Caplugs LLC owner Protective Industries Inc. led a major consolidation in the injection molded caps and plugs market in May, when it bought Niagara Plastics Co. - and now Protective has shut down Niagara's dip molding plant in Cresson, Pa.
Protective Industries President John Byrne said its Caplugs division already runs nine dip molding machines at plants in Buffalo, N.Y., and Los Angeles, so the Cresson plant was not needed after the acquisition. The plant, which employed about 30 people, closed in August.
The closure ended decades of dip molding in Cresson. Niagara Plastics bought the operation, then called Cresson Plastics, in 1969.
In 1998, Niagara Plastics moved the plant's injection molding production to Erie, Pa., as Niagara was undergoing a multimillion-dollar expansion of headquarters there.
Now Niagara Plastics and Caplugs are divisions of Buffalo-based Protective Industries. The third division is Mokon, which makes chillers and temperature-control systems in Buffalo. The combined annual sales from all three divisions totals $65 million, with 590 total employees.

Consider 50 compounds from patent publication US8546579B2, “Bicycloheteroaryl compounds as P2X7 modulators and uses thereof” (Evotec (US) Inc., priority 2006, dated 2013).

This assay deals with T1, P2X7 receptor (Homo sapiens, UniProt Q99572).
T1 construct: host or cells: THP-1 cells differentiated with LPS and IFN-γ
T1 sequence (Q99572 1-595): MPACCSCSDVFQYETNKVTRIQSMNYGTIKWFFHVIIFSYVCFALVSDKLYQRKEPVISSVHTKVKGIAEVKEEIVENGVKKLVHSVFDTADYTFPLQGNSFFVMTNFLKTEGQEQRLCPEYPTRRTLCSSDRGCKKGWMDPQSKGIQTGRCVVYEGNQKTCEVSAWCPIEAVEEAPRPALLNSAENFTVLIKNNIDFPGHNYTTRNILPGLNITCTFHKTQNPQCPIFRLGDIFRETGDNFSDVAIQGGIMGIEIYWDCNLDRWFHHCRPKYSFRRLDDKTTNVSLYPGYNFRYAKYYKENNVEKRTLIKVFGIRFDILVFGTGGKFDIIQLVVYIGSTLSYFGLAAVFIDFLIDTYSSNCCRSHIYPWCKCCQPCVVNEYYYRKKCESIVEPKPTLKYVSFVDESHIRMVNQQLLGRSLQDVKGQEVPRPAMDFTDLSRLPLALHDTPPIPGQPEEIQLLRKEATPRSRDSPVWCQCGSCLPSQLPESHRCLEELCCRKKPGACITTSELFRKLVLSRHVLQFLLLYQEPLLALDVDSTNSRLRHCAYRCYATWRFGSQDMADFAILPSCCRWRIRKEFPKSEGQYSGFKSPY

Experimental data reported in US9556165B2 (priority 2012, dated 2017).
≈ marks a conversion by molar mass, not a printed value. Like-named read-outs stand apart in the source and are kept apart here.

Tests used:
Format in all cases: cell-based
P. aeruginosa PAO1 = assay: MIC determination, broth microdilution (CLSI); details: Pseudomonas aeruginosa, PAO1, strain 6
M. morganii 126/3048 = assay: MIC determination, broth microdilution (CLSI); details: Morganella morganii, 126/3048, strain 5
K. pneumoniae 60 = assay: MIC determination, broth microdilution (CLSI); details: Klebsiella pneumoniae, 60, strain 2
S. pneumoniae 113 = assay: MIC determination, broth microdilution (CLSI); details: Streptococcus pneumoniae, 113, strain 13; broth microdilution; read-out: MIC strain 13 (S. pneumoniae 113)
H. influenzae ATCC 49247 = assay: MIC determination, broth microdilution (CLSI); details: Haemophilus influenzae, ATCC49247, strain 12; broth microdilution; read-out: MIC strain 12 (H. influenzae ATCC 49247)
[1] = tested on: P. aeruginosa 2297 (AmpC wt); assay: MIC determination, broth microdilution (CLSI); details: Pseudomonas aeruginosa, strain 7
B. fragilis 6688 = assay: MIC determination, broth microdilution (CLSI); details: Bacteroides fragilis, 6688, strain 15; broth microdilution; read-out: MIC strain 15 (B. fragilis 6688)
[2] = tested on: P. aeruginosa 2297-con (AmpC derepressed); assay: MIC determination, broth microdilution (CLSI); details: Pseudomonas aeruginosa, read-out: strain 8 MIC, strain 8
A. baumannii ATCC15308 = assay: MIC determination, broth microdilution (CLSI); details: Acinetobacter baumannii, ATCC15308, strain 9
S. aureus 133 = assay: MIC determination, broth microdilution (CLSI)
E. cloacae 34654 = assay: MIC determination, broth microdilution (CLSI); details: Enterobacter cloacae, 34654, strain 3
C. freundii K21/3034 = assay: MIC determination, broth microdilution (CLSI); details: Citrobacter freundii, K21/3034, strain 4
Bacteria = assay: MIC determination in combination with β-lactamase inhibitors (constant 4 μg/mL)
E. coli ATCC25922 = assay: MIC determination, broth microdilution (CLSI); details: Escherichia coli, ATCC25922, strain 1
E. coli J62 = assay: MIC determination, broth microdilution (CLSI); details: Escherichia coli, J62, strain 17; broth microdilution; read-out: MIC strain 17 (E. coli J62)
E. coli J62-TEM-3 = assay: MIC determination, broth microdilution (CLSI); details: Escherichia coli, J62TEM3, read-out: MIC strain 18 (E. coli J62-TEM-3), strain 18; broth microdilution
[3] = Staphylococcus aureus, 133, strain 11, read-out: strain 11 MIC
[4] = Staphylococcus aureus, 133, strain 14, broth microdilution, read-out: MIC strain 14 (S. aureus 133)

Byrne said Protective Industries will continue to operate Niagara's Erie injection molding factory. ``Niagara is a very well-run company. It's very reputable in the marketplace,'' he said.
Niagara brings the company larger-tonnage presses, in the 400-ton range, since the company tended to use more higher-cavity molds, he said. Caplugs tends to use smaller molding machines.
Byrne called the acquisition ``a classic story of an industry consolidation.'' Both companies were pioneers in plastic plugs and caps - a giant market of small components used in a range of industries, including office furniture, medical tubing, hydraulics and food packaging. Byrne said Niagara and Caplugs, with 125 injection presses in Erie and Buffalo, and the dip molding operations, turn out a whopping 2 billion-plus caps and plugs a year.
The Caplugs business began in the late 1940s, Byrne said. Niagara Plastics was founded in 1953. Both companies have an extensive line of proprietary products sold through a catalog, and can develop custom-made caps and plugs.
Protective Industries declined to disclose the purchase price for Niagara Plastics, which had sales of $24 million a year.